Six years ago, our church embarked on one of the greatest and most rewarding faith-adventures of my years in pastoral ministry. We launched a second campus.
Today the multi-site movement has become a staple in many cities and communities, but eight years ago when we began praying and planning toward this venture, it was a vast learning curve and many unanswered questions. By God’s grace, we’ve not only been blessed with a vibrant, growing second campus, but the stories of life-change, baptism and heartbeat for mission are something that have truly breathed life and hope into us all.
One challenge, "one chink in the armor," in our shiny new adventure was the inability to have adequate and effective means of “live" video link to this second campus. Though the technology was “technically” there, issues of buffering and bandwidth created a crisis. Three out of the first five Sundays ended up with “frozen" being the feature video during worship. Given our church schedule at the time, there were no easy solutions. We had to opt for a week delay or attempt to record ahead. For many reasons, I did not feel the delay strategy to be right or helpful for us. Instead, we started doing video at the new location on Wednesday mornings with a handful of available staff to come and listen.
Standing in that empty building every Wednesday morning created a major fear factor and life change for me. First, I had to do a much quicker turn around on my message to completion than ever before. I also had to try to match the mood and energy of a Sunday “live" worship experience with a Wednesday morning empty building exercise. And I had to learn how to preach without an audience.
During those days, there were several things I had to do and learn. Given the sudden onset of digital preaching and empty chairs many are facing today, I thought it may be helpful to share a few tips.
Since you don’t have others in the room with you, help them get to know you. Talk about your life, thoughts, affections, concerns and weaknesses. In many ways, this becomes one of the best platforms for your own testimony of grace, forgiveness and faith in your life. Of course, I recognize, preaching is not about us (you); it is the declaration of the treasure of the gospel of grace. However, you are a "jar of clay" and those who see and hear you will connect with the clay, even as they hear and receive the treasure. Talk to people in a way you need to hear others talk to you and connect with people through warm facial expressions, personal stories and life experiences that enable them to relate to the message you are delivering. Sincerity and authenticity are the parallel tracks of personal connection and good communication. Don’t be like someone you may have seen on television or you have listened to on a podcast. Be who you are by God’s grace and share about His goodness and grace in your life.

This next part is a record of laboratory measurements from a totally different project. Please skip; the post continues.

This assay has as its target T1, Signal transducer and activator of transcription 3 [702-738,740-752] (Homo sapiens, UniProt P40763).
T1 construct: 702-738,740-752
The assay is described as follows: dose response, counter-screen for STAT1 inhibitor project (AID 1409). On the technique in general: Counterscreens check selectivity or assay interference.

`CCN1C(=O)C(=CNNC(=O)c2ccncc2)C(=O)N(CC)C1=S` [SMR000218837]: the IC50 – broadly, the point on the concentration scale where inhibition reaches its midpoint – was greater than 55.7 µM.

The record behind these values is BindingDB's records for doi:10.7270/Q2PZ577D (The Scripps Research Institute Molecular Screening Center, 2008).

Candidly, far too many of us are used to leaning into our basic knowledge of the Bible and ability to read and relate to the audience. We approach Sundays with a general sense of direction (a topic, a series, a few good illustrations or stories), but often let the way the wind blows determine where we go and what we do. Preaching without a visible audience demands disciplined preparation. While none of us want to come off robotic as if we are reading a script, we must invest the time and effort to prepare a message that has order, structure, and substance. My pastor, Adrian Rogers, offered this simple structure for every sermon: “Hey, you. Look, do.” The “hey” is a means of getting attention. Invite them into your presentation. The “you” is needed to bring about personalization and reflection. The “look” is the reveal of knowledge, truth and instruction. And the “do” is application and action. Be sure each of these elements are present in preparation and be sure you prepare.